Massachusetts Institute of Technology Receives NIH Grant for Novel Optical Diagnostics with Optical Coherence Tomography
Massachusetts Institute of Technology Receives a 2020 NIH Grant for $483,246 for Novel Optical Diagnostics with Optical Coherence Tomography. The principal investigator is James Fujimoto. Below is a summary of the proposed work. T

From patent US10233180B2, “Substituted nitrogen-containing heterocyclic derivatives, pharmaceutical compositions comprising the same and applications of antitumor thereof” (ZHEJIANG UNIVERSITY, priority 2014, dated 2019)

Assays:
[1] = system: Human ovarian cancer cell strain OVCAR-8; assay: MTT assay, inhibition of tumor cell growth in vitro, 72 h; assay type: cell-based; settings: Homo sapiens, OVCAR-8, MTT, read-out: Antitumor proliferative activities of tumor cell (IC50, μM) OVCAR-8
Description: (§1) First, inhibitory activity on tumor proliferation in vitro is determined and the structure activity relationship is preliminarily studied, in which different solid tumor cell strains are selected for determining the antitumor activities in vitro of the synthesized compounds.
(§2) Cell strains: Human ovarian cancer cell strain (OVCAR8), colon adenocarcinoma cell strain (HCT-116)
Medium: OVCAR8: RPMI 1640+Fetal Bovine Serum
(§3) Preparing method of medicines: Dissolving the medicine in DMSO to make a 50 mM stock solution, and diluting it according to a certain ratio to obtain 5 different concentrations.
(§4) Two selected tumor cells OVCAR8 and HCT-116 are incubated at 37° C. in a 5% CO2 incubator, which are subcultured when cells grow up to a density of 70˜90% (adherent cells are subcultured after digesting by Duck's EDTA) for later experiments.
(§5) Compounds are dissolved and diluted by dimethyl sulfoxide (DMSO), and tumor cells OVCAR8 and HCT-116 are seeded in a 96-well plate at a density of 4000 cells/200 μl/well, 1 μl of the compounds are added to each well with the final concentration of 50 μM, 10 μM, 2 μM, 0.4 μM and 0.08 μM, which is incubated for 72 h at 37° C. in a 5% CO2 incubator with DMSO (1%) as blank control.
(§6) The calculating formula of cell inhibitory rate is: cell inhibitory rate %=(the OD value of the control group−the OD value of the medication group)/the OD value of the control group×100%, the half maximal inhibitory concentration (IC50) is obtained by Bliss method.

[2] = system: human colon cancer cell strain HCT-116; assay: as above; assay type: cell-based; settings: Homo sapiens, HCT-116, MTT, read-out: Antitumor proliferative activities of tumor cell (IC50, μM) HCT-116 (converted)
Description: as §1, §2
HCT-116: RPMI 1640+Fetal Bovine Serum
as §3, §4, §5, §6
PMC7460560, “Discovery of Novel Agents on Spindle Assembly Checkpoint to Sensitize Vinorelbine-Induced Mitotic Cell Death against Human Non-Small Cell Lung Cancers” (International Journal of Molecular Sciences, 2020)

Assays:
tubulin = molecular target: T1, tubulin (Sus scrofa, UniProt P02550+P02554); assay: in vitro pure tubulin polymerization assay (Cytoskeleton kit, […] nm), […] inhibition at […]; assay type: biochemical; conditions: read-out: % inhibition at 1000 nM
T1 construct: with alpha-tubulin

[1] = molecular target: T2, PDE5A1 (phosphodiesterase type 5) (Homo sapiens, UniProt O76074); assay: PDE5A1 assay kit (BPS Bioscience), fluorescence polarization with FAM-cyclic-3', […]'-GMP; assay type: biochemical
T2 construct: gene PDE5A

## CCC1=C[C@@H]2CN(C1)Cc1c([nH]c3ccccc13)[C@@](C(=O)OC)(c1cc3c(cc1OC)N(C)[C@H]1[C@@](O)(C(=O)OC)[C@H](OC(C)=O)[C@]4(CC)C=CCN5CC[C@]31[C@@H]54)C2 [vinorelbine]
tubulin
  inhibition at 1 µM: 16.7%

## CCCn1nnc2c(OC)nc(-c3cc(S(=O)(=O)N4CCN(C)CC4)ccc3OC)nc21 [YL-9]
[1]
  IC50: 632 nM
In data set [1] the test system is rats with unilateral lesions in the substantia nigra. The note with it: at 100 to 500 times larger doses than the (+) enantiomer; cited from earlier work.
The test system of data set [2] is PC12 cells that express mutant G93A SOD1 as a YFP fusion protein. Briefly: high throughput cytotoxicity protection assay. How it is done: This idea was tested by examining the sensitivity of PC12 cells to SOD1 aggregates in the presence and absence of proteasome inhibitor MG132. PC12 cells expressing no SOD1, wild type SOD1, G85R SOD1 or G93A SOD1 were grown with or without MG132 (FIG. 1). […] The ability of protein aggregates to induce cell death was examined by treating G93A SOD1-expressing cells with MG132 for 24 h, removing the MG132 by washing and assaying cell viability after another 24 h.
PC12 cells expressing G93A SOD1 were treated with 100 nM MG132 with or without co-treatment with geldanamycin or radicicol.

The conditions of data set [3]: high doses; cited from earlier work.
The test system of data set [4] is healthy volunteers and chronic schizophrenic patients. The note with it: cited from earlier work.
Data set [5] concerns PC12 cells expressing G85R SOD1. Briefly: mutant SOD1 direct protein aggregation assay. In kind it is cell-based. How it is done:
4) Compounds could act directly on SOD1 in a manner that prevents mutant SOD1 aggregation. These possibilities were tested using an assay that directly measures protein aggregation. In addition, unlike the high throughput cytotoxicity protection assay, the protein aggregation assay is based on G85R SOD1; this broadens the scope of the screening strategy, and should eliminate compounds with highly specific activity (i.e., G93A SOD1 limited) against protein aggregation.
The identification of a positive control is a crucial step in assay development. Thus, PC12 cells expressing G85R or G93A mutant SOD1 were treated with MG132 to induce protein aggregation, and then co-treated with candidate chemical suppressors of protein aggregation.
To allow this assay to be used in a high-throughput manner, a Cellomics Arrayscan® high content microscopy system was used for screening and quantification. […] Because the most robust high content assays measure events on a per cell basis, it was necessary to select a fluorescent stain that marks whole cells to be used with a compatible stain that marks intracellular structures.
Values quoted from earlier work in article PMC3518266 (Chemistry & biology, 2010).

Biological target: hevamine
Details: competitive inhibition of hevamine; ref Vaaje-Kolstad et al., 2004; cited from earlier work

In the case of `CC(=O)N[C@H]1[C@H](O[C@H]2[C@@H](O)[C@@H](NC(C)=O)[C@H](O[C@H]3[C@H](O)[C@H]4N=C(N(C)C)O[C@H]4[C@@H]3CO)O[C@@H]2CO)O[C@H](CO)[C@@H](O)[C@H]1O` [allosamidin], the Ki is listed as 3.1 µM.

his proposal is a renewal of an ongoing collaborative program among investigators at the Massachusetts Institute of Technology (MIT) and New England Eye Center (NEEC). The program focuses on the development of optical coherence tomography (OCT) technology and its application to investigate structural alterations and blood flow impairment in age-related macular degeneration (AMD). Aim 1. Next Generation OCT Technology for Imaging Structure and Blood Flow in AMD. Task 1. We will develop ultrahigh speed, swept-source OCT angiography (SS-OCTA) operating at >1MHz A-scan rates (5-10× faster than commercial OCTA). Ultrahigh A- scan rates enable detection of subtle blood flow impairments and measurement of relative blood flow speeds that are not possible with commercial OCTA. Task 2. We will develop ultrahigh resolution spectral-domain OCT (SD-OCT) technology with a 2.5-3µm axial resolution, higher A-scan rates, software motion correction and extended imaging range using dynamic depth-tracking. Ultrahigh resolution enables detection of subtle structural alterations in the photoreceptors/retinal pigment epithelium/Bruch's membrane (PR/RPE/BM), including basal deposits, which are potential early markers of disease. Task 3. We will develop software/hardware methods to enable simultaneous study of structure and blood flow. Aim 2. Imaging Structural Alterations and Blood Flow Impairment in Early and Intermediate AMD. Task 4. We will perform a cross-sectional SS-OCTA/SD-OCT study of eyes with early or intermediate AMD to investigate markers of CC flow impairment (e.g., CC flow deficits) and PR/RPE/BM structural alterations (e.g., basal deposit thicknesses), their mutual associations and association with drusen to establish in vivo analogues of histopathology findings. Task 5. We will perform a longitudinal SS-OCTA/SD-OCT study of eyes with intermediate AMD to investigate the spatiotemporal correlation of CC flow impairment and PR/RPE/BM alterations with development of nascent geographic atrophy (GA), non-exudative choroidal neovascularization (CNV) and late AMD (GA/exudative AMD) to elucidate pathogenesis and identify markers of progression. Aim 3. Imaging Structural Alterations and Blood Flow Impairment in GA. Task 6. We will perform a longitudinal SS-OCTA/SD-OCT study of GA eyes to investigate CC blood flow impairments and PR/RPE/BM alterations and their association with GA growth. Task 7. We will develop a model to predict the spatiotemporal progression of GA. Aim 4. Imaging Blood Flow Impairment in Non-Exudative CNV. Task 8. We will longitudinally study eyes with non-exudative CNV, a known risk-factor for exudation. SS-OCTA with variable interscan time analysis will be used to study relative blood flow speeds and other flow parameters (e.g., shear stress) as possible predictors of time-to-exudation. The program develops and applies new imaging technologies and methods that will enable the first integrated studies of blood flow impairment and structural alterations in AMD progression. The identification of markers of disease and progression can improve diagnosis, treatment monitoring and accelerate pharmaceutical development.